Book review – Reasons to stay alive by Matt Haig

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Everyone should consider reading Reasons to Be Alive, whether you have depression, know someone who has depression, are curious about depression or might, at some point in your life, encounter depression in yourself, in a loved one, in a stranger, etc.

While not a definitive book about what depression is or how to deal with it, Haig is able to clearly express the bleakness of his depression and anxiety, and the effort he needed to work through the worst period of his life, little by little. I don’t think that I’ll ever

forget he’s anecdote about going to the store down the road and how something as seemingly harmless as a little corner store could cause so much anxiety. Those few paragraphs put a lot into perspective for me.

Despite the focus on depression and anxiety and telling the reader about his darkest days, Haig never sounds sorry for himself and never implies that we should pity him. He’s very matter of fact about his experience. As he says in the book, this isn’t about suffering with depression, it’s about learning how to live with it.

“If you have ever believed a depressive wants to be happy, you are wrong. They could not care less about the luxury of happiness. They just want to feel an absence of pain. To escape a mind on fire, where thoughts blaze and smoke like old possessions lost to arson. To be normal.”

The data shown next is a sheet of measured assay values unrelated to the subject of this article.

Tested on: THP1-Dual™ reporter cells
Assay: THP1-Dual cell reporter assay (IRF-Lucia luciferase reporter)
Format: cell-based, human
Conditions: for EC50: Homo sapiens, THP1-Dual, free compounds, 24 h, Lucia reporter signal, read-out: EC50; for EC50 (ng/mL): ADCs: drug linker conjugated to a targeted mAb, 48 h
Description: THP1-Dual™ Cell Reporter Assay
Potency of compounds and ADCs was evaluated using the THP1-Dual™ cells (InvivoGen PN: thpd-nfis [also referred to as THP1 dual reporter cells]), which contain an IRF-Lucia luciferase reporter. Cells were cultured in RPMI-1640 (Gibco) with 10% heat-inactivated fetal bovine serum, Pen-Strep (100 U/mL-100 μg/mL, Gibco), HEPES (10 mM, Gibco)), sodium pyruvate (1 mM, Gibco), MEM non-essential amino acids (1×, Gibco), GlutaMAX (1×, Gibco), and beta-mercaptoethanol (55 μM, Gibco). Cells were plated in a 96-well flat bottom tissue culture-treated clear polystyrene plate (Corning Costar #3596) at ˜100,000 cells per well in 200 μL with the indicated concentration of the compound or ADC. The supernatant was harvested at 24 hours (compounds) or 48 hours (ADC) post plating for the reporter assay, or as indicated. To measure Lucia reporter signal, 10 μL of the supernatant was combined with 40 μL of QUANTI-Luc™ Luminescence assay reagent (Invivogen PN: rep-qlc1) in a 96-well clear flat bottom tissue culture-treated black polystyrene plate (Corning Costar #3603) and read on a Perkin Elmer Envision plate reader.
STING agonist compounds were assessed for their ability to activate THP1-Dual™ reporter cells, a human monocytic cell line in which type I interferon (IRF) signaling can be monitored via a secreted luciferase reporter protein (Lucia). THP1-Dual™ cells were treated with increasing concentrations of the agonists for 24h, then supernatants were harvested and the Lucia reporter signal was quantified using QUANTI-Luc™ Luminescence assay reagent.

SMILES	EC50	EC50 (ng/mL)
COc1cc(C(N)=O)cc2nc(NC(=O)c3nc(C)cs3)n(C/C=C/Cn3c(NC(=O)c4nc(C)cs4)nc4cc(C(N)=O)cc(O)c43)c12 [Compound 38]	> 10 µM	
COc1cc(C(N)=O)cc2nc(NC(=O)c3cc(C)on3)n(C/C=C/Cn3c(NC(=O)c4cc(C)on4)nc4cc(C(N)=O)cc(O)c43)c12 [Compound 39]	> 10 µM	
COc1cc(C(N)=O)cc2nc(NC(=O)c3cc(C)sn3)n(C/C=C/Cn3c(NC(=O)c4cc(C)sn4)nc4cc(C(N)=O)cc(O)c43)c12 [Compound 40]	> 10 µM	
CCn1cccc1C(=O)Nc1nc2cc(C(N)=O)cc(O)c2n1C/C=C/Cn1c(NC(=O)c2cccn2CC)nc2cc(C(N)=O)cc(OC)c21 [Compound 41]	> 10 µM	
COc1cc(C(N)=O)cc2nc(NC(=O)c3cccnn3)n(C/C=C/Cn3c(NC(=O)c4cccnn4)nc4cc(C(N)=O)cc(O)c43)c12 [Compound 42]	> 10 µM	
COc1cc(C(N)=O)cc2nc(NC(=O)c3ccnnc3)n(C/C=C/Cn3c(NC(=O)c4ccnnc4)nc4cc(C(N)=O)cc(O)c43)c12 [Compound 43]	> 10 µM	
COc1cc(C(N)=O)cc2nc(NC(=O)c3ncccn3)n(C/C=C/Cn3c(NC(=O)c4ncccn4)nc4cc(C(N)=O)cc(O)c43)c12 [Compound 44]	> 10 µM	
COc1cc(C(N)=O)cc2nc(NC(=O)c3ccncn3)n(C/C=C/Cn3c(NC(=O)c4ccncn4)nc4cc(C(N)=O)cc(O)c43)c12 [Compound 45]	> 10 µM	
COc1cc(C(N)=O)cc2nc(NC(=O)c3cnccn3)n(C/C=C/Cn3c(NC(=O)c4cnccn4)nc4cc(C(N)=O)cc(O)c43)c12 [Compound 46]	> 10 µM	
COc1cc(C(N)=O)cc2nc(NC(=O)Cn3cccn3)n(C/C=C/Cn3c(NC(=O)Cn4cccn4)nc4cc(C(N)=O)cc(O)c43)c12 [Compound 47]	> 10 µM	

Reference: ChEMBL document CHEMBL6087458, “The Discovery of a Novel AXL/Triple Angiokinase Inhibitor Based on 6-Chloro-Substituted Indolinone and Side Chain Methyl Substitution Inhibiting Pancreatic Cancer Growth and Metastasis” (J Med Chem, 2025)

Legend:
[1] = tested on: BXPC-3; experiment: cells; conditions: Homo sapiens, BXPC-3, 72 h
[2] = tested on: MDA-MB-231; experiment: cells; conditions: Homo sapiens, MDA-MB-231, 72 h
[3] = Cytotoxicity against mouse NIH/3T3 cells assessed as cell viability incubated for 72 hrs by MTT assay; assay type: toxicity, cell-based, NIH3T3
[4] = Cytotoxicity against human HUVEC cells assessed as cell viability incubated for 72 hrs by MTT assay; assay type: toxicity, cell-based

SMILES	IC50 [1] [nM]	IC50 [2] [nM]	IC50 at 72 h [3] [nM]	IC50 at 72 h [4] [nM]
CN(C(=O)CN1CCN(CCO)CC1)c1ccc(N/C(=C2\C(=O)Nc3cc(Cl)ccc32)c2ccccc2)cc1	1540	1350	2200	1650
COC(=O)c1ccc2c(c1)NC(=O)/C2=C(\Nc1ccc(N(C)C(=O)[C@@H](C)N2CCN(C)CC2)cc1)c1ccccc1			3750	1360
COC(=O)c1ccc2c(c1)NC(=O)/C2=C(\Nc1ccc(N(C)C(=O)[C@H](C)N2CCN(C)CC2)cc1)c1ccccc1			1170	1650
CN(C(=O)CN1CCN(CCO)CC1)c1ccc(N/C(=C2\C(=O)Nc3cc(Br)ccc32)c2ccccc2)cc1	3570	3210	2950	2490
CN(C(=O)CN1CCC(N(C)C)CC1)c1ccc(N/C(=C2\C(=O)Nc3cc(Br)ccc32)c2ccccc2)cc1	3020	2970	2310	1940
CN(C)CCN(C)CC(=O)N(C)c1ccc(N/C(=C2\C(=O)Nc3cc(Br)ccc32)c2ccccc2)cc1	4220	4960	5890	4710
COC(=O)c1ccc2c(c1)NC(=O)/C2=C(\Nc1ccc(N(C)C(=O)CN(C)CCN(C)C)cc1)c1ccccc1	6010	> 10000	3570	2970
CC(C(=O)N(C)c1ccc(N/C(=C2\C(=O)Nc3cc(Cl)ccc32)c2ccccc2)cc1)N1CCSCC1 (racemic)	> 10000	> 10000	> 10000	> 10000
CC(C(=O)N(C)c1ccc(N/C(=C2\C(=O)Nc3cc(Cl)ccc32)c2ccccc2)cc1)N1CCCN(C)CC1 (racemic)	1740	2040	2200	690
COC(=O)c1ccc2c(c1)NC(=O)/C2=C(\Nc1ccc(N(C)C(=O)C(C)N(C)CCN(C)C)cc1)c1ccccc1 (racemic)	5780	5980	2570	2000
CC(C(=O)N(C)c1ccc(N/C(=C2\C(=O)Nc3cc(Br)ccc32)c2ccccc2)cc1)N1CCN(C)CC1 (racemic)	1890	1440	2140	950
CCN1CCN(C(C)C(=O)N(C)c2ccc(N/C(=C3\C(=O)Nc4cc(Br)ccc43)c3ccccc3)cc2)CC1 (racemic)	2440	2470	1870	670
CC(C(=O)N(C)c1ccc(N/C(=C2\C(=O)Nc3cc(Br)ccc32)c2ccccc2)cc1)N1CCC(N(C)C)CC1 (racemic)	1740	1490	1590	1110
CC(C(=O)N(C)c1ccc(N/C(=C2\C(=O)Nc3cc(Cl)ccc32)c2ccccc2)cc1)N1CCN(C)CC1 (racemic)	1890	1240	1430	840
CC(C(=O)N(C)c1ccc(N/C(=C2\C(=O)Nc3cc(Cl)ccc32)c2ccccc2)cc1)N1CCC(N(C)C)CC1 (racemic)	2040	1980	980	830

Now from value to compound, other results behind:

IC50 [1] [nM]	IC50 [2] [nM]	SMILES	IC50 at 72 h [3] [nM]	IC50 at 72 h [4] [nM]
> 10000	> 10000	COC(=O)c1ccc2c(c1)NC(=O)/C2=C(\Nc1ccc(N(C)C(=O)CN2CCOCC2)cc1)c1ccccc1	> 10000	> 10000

I think that one of the most important aspects of the book for me was how he was careful to explain (and show) that mental illness isn’t a weakness or a gateway to artistic genius. It’s just a thing that some people have – a part of themselves that can affect their life both negatively and positively.

“People often use the word ‘despite’ in the context of mental illness. So-and-so did such-and-such despite having depression/anxiety/OCD/agoraphobia/whatever. But sometimes that ‘despite’ should be ‘because’.  For instance, I write because of depression.”

I read this book based on Cait Flanders recommendation last month after a couple of celebrities committed suicide. She spoke highly of it and I’m very glad that I picked it up despite thinking that it wouldn’t be for me simply because I’ve never been suicidal. It was for me because it helped me to understand depression and anxiety a little better.

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